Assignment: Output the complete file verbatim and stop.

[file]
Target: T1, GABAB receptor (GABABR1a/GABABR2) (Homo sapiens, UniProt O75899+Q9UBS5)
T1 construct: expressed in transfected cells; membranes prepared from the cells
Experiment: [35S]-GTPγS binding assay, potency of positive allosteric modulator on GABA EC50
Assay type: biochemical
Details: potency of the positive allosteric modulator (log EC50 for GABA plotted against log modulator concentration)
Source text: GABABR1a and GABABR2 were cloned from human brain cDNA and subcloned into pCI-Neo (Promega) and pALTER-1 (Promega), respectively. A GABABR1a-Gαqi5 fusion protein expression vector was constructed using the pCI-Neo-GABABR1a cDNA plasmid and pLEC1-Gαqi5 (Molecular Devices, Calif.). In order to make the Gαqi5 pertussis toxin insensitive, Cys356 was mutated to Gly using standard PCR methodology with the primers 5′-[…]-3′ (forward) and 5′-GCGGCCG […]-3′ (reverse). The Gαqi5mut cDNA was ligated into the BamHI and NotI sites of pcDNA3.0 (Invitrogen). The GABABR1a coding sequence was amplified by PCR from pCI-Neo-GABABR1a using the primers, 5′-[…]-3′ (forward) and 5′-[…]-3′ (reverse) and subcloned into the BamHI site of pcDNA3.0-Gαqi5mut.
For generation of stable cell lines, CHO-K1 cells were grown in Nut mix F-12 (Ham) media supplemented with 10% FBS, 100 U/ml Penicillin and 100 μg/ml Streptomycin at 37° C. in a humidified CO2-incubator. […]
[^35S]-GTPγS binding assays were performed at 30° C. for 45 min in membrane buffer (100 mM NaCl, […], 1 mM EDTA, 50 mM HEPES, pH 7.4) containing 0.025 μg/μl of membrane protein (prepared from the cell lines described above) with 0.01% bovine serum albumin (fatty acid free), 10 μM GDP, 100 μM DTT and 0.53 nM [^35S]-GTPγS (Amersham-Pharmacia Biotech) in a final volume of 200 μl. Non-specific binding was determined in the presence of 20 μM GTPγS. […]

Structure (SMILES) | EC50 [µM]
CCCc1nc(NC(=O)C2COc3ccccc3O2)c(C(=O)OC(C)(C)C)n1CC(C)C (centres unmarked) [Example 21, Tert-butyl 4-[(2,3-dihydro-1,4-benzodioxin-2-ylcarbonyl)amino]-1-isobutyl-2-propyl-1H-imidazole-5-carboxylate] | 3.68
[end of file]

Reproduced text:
Target: T1, GABAB receptor (GABABR1a/GABABR2) (Homo sapiens, UniProt O75899+Q9UBS5)
T1 construct: expressed in transfected cells; membranes prepared from the cells
Experiment: [35S]-GTPγS binding assay, potency of positive allosteric modulator on GABA EC50
Assay type: biochemical
Details: potency of the positive allosteric modulator (log EC50 for GABA plotted against log modulator concentration)
Source text: GABABR1a and GABABR2 were cloned from human brain cDNA and subcloned into pCI-Neo (Promega) and pALTER-1 (Promega), respectively. A GABABR1a-Gαqi5 fusion protein expression vector was constructed using the pCI-Neo-GABABR1a cDNA plasmid and pLEC1-Gαqi5 (Molecular Devices, Calif.). In order to make the Gαqi5 pertussis toxin insensitive, Cys356 was mutated to Gly using standard PCR methodology with the primers 5′-[…]-3′ (forward) and 5′-GCGGCCG […]-3′ (reverse). The Gαqi5mut cDNA was ligated into the BamHI and NotI sites of pcDNA3.0 (Invitrogen). The GABABR1a coding sequence was amplified by PCR from pCI-Neo-GABABR1a using the primers, 5′-[…]-3′ (forward) and 5′-[…]-3′ (reverse) and subcloned into the BamHI site of pcDNA3.0-Gαqi5mut.
For generation of stable cell lines, CHO-K1 cells were grown in Nut mix F-12 (Ham) media supplemented with 10% FBS, 100 U/ml Penicillin and 100 μg/ml Streptomycin at 37° C. in a humidified CO2-incubator. […]
[^35S]-GTPγS binding assays were performed at 30° C. for 45 min in membrane buffer (100 mM NaCl, […], 1 mM EDTA, 50 mM HEPES, pH 7.4) containing 0.025 μg/μl of membrane protein (prepared from the cell lines described above) with 0.01% bovine serum albumin (fatty acid free), 10 μM GDP, 100 μM DTT and 0.53 nM [^35S]-GTPγS (Amersham-Pharmacia Biotech) in a final volume of 200 μl. Non-specific binding was determined in the presence of 20 μM GTPγS. […]

Structure (SMILES) | EC50 [µM]
CCCc1nc(NC(=O)C2COc3ccccc3O2)c(C(=O)OC(C)(C)C)n1CC(C)C (centres unmarked) [Example 21, Tert-butyl 4-[(2,3-dihydro-1,4-benzodioxin-2-ylcarbonyl)amino]-1-isobutyl-2-propyl-1H-imidazole-5-carboxylate] | 3.68